Like life in general, the theater season in Sarasota can fly by in a blur for me, with one opening night succeeding another and little time to absorb one production’s merits before moving on to the next. It’s only when looking back at the 50 or so shows I attended during the 2014-15 season (through mid-May, plus a few from last summer) that I’m able to take stock, deciding who and what resonated long after the closing curtain.
Was it the big, splashy, popular Broadway musical? The small, intimate story told on an almost bare stage? Or just a comic romp that left audiences chuckling as they headed to the parking lot? Maybe all of the above, in a season that ran the gamut at theater companies fulfilling very different missions. Here are the shows and people that stood out for me as I pored over old theater programs scribbled with notes and flashed back to memorable moments from the theater season.
Best Thrill Ride
From the moment we met the aspiring African-American pilots of the Tuskegee Airmen in Florida Studio Theatre’s Fly through their tough training to their triumphant ascension into the air, we realized that history can be exciting and immediate. Written by Trey Ellis and Ricardo Khan, the play was directed by Khan, and his imaginative staging and the “improvography” of Tap Griot Omar Edwards added to the excitement of the production.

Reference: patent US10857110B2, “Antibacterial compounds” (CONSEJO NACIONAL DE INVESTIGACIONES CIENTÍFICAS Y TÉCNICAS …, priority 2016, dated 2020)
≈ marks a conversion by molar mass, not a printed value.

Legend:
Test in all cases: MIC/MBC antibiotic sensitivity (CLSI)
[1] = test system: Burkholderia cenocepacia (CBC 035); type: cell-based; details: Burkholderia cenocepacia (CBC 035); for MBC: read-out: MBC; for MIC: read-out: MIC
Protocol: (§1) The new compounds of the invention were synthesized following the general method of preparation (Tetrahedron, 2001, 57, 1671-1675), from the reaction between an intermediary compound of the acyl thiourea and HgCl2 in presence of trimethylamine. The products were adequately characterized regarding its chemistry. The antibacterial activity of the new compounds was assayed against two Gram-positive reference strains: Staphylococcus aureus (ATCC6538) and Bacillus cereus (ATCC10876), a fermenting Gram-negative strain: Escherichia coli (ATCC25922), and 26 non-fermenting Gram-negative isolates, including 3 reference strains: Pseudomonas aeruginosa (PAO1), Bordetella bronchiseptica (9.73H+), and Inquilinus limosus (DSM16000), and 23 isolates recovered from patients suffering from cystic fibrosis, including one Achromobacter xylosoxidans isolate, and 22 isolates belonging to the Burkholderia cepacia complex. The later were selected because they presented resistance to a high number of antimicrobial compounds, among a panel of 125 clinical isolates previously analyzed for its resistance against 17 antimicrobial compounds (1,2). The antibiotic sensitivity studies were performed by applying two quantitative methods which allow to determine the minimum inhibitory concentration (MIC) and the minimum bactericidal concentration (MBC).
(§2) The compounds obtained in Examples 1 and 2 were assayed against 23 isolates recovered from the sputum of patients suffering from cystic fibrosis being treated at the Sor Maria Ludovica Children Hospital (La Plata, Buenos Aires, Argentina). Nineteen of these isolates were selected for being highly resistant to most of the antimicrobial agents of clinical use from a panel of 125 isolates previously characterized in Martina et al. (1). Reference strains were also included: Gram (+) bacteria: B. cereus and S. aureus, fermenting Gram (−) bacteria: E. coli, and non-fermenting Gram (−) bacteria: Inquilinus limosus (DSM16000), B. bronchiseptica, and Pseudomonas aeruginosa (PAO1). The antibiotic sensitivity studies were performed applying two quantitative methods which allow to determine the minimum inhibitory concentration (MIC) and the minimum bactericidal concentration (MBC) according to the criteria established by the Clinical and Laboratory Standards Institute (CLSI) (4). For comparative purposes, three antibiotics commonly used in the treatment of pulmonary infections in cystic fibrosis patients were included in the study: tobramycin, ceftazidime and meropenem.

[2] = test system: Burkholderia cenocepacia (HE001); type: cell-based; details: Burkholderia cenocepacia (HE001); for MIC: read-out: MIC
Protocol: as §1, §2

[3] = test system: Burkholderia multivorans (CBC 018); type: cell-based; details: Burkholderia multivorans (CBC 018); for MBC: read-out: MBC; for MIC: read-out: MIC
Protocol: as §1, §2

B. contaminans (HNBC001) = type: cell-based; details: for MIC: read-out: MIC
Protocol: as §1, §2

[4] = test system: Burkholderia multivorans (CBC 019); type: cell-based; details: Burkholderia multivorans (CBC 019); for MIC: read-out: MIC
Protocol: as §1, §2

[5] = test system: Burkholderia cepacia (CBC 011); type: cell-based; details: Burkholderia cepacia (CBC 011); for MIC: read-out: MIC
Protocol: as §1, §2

That was displayed by the FSU/Asolo Conservatory MFA acting students in the Conservatory’s production of As You Like It. Under the creative guidance of director Jonathan Epstein and movement coach Eliza Ladd, the cast swung, hung and just generally displayed amazing agility on the circus-style silks dangling from the rafters, executing challenging acrobatics at the same time as delivering tricky Shakespearean dialogue.
In the Players’ captivating production of the musical Catch Me If You Can, James Hyde’s charming impostor/con man Frank Abagnale Jr. and Kenn Rapczysnki’s dogged FBI man Carl Hanratty were a fun—and at times touching—duo to watch in their cat-and-mouse game, maintaining a convincing emotional and mental connection over time, place and opposite sides of the law. You rooted for them both to win.
Something magical often seems to happen when the Manatee Players present Stephen Sondheim musicals, and their Into the Woods was no exception. Just about everyone was a perfect match for his or her roles here: Dianne Dawson and Brian Chunn as the child-seeking baker and his wife; Chris McCoy as the hapless Jack; Sarah Cassidy as the doubtful Cinderella; Alexander Zickafoose and Craig Weiskerger as posturing princes; Christina Capehart as the demanding witch; and Kyle Ann Lacertosa as an irresistible Little Red Riding Hood.
Best Silly, Infectious Fun
I’m calling it a tie between the Players’ Lend Me A Tenor (so deservingly popular they had to bring it back after a production not that long ago) and the Manatee Players’ Monty Python’s Spamalot. Both had strong, versatile casts with razor-sharp comic timing, and everyone onstage seemed to be enjoying themselves as much as we were.
In Venice Theatre’s Stage II’s Next to Normal, Kim Kollar, Chris Caswell, Zach Herman, Caitlin Longstreet Ellis, Jason Ellis and Kelly Leisler threw themselves into portraying characters confronted by the crushing impact of mental illness, with a commitment both to the subject matter and the demanding, dynamic rock/pop score by Tom Kitt and Brian Yorkey. Kudos to them and to director Brad Wages and music director Michelle Kasanofsky.